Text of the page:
Landscaping Priorities for Fall and Winter


Fall and winter are usually the seasons that spell doom for our lawns. This is especially the case in regions where homeowners can expect harsh weather conditions in terms of heavy snow and ice.

We decided to dedicate an article to landscaping priorities for fall and winter and give you a few tips and tricks on how to make sure that your yard and grass survive the harshest periods of the year.

Protect trees and shrubs

Many homeowners generally consider that trees, especially mature ones, do not require much care and attention but nothing could be further from the truth. Trees and shrubs could easily get damaged by ice and harsh weather conditions so here are a few things to take note of before autumn starts.

1. Prune your shrubs

Shrubs can be very decorative, but they can get quite messy during the dormant season when they are not in bloom. Most landscaping specialists advise using the dormant season to prune your shrubs, ideally before their spring growth starts.

It is ideal not to leave your shrubs exposed to harsh weather conditions for a long period after pruning them because freshly cut wounds on shrubs can make them more susceptible to frost damage. Start pruning in winter just before spring comes so that you can ensure new growth and minimize branch damage.

2. Add mulch

When it comes to trees you should add a layer of mulch that will protect your tree from frost damage and protect your soil from erosion and losing water.

A good rule of thumb is to apply around 2-inch layers around trees which will protect tree roots from freezing and keep a steady temperature around the base of your trees.

If your trees are highly susceptible to water loss you can wrap them and shield them from winter and autumn winds. For yards that are decorated with lush trees with highly complex branch systems, you can tie the branches to make sure that they are not damaged by ice, snow, and wind, using wire or rope,

If you are faced with long periods of harsh weather and cold climate then you can plant Birch trees that are highly aesthetic and easy to maintain and look beautiful even when they are not blooming.

Do not forget about the weather conditions and patterns in your region

Do not be fooled by the colourful and tropical plants that you can buy in your local plant nurseries because they might not be appropriate for your regional climate and might just end up not surviving the fall and winter.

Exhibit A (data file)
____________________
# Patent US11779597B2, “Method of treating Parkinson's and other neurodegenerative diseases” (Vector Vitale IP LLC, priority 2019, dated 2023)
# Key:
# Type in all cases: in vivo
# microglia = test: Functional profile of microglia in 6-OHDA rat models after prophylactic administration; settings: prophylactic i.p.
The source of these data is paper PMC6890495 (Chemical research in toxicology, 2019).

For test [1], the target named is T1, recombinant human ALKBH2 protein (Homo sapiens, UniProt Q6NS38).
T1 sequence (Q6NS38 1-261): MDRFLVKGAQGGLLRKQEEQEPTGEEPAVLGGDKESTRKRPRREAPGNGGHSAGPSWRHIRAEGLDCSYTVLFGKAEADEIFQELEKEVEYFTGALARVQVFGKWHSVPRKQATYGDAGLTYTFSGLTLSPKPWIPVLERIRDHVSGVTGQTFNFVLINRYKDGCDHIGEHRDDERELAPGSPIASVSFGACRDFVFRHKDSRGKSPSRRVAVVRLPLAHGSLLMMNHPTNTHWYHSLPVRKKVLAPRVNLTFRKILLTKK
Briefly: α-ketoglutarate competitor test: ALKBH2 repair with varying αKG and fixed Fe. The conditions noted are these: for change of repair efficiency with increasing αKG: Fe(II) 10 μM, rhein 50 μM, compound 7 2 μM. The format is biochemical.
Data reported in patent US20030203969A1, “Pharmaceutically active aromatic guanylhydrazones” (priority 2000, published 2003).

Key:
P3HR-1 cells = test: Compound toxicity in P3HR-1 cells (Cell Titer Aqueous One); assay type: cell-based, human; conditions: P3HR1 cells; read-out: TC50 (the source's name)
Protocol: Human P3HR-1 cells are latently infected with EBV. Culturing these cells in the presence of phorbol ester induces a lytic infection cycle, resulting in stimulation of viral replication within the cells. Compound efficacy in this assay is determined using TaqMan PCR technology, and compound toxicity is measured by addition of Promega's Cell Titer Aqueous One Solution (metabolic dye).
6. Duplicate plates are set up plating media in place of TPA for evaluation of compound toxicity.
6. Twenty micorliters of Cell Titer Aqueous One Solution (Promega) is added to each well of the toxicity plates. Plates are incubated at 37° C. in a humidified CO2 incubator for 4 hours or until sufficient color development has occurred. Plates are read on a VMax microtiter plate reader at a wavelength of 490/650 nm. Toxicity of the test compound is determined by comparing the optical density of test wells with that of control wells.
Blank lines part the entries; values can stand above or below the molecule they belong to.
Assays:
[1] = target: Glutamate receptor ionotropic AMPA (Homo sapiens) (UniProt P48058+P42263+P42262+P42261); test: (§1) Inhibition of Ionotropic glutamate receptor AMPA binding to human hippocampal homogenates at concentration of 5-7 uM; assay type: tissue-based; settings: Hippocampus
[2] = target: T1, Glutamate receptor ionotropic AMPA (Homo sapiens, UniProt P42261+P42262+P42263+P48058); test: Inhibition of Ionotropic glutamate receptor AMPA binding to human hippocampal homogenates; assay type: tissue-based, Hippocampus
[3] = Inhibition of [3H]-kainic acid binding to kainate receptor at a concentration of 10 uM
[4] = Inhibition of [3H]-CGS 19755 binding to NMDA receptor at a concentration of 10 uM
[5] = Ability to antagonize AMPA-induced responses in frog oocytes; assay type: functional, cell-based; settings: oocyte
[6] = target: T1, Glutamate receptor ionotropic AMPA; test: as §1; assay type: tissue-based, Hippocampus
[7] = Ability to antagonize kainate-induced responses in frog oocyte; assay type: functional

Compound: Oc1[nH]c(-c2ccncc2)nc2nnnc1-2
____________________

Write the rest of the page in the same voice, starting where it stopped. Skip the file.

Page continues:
Although it might sound like a logical thing to do, many new homeowners rush to buy plants merely for the aesthetics completely ignoring the fact that they will never survive in their climate zone.

Dig out plants that cannot survive in frozen ground

Not every plant in your yard will be able to survive falls and winters. Even some perennial plants have root systems that need to be removed from the soil and replanted again when it gets warmer. These include dahlias and some types of tulips.

These plants can easily be dug out from the ground and stored in your shed and reused next year.

Digging out buds before frosts should be on your priority list because you can count that harsh frost will certainly damage the buds and they will not be able to survive before the next sprouting.

This process requires a bit of work and extra effort, but it is a good tip to save on your landscaping budget and avoid having to buy the same plant types all over again.

Cover the most tender plants

Tender plants like most types of roses have root systems that are not evolved enough to survive harsh weather conditions.

Many sellers graft ornamental types of roses onto hardy root systems. This is why you should cover the grafted section of your rose bushes.

Do not forget about watering your plants

Although winter usually brings snow and ice, and rain, many evergreens will struggle with water. Some evergreens are not highly evolved to trap water or store water throughout winter so they might be susceptible to frost damage.

Frost can actually damage root systems which means that some sections of your evergreen plants might not end up being able to absorb water.

By watering your plants just before frosts come you are giving them a chance to trap enough water to survive the frosts.

Do not kill your lawn with salt

If you have a driveway then you know that dealing with ice is an inevitable part of every winter, one of the most common ways to deal with ice build-up on your driveways is by using salt or salt-based solutions to prevent ice from building up.

However, using salt-saturated solutions can kill your lawn, your shrubs, and even damage your trees. This is because salt gets absorbed through leaves and roots causing plant tissue to dry out.

Instead of using salt as a solution to ice build-up, you can use other options like sand or calcium-based solutions that will not damage your plants.

Do not forget to remove piles of leaves

Many homeowners are not aware that leaf build-up can actually suffocate lawns and prevent sunlight from reaching the grass.

The grass continues growing and absorbing sunlight even in autumn, if it gets suffocated by a layer of dead leaves you can count that it will not be able to absorb the necessary sunlight and keep growing.

If you let the leaves pile up and get covered by a layer of snow, then you might end up facing mould spreading on your grass.

Bottom line

We hope you learned something new about landscaping and found our tips and made good use of our tricks on how to sustain your yard during fall and winter.

These are just some of the many things that you can do to protect your yard but they are the most essential so grab your tools and get to work before the first frosts hit, your yard will thank you in spring.